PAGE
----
As soon as the peace of 1814 had opened the Continent, he went abroad. He visited some of the more magnificent scenes of Switzerland, and returned to England from Lucerne, by the Reuss and the Rhine. This river-navigation enchanted him. In his favourite poem of "Thalaba", his imagination had been excited by a description of such a voyage. In the summer of 1815, after a tour along the southern coast of Devonshire and a visit to Clifton, he rented a house on Bishopgate Heath, on the borders of Windsor Forest, where he enjoyed several months of comparative health and tranquil happiness. The later summer months were warm and dry. Accompanied by a few friends, he visited the source of the Thames, making a voyage in a wherry from Windsor to Crichlade. His beautiful stanzas in the churchyard of Lechlade were written on that occasion. "Alastor" was composed on his return. He spent his days under the oak-shades of Windsor Great Park; and the magnificent woodland was a fitting study to inspire the various descriptions of forest scenery we find in the poem.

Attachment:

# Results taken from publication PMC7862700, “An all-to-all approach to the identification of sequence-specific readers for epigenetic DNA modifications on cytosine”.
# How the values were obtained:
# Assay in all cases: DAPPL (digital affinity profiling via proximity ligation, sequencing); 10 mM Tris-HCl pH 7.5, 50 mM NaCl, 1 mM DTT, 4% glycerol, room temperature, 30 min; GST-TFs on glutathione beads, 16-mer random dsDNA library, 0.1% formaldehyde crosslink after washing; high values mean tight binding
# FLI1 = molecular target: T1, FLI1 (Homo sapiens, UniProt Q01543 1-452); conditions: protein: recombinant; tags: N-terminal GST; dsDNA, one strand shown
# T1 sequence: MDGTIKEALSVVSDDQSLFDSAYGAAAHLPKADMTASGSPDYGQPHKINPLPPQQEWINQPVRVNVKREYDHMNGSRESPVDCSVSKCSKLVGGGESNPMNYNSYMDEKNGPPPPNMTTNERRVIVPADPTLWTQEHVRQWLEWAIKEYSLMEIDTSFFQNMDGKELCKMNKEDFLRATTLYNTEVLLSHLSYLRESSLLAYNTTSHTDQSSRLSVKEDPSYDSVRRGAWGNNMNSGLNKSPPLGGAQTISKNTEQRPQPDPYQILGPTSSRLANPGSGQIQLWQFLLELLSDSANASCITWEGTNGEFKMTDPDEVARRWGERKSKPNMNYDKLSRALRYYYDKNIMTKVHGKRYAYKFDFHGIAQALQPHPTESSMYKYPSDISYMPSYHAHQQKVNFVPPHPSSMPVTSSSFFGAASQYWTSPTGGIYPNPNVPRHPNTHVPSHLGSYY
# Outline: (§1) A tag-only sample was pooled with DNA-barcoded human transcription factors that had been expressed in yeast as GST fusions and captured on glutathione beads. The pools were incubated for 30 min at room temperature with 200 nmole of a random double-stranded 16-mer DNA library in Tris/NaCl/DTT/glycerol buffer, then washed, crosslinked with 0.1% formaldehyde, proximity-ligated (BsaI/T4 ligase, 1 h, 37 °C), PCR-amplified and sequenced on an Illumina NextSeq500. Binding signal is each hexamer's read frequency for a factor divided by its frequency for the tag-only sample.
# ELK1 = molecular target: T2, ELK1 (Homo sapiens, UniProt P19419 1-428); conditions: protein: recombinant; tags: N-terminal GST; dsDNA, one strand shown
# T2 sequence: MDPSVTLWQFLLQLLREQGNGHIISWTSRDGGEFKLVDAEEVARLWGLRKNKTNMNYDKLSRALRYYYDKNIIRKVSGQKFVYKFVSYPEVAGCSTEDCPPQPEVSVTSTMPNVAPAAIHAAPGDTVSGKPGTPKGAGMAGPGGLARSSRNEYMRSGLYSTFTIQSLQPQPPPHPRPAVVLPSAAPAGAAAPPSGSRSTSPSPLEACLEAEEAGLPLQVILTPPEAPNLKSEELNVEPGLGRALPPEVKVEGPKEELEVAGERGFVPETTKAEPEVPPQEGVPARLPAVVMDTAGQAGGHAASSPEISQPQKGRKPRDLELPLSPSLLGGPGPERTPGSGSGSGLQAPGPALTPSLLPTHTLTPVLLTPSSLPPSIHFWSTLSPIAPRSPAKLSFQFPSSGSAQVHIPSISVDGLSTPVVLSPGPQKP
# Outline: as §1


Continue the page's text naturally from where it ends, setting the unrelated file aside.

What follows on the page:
None of Shelley's poems is more characteristic than this. The solemn spirit that reigns throughout, the worship of the majesty of nature, the broodings of a poet's heart in solitude--the mingling of the exulting joy which the various aspects of the visible universe inspires with the sad and struggling pangs which human passion imparts--give a touching interest to the whole. The death which he had often contemplated during the last months as certain and near he here represented in such colours as had, in his lonely musings, soothed his soul to peace. The versification sustains the solemn spirit which breathes throughout: it is peculiarly melodious. The poem ought rather to be considered didactic than narrative: it was the outpouring of his own emotions, embodied in the purest form he could conceive, painted in the ideal hues which his brilliant imagination inspired, and softened by the recent anticipation of death.